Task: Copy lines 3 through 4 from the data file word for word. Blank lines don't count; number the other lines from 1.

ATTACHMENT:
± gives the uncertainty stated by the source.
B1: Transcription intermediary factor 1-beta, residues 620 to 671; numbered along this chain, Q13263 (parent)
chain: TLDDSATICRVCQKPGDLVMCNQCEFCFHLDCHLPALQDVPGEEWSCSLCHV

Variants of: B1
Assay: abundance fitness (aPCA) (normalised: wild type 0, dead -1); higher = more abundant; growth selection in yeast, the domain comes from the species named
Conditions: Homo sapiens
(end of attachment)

chain: TLDDSATICRVCQKPGDLVMCNQCEFCFHLDCHLPALQDVPGEEWSCSLCHV

Variants of: B1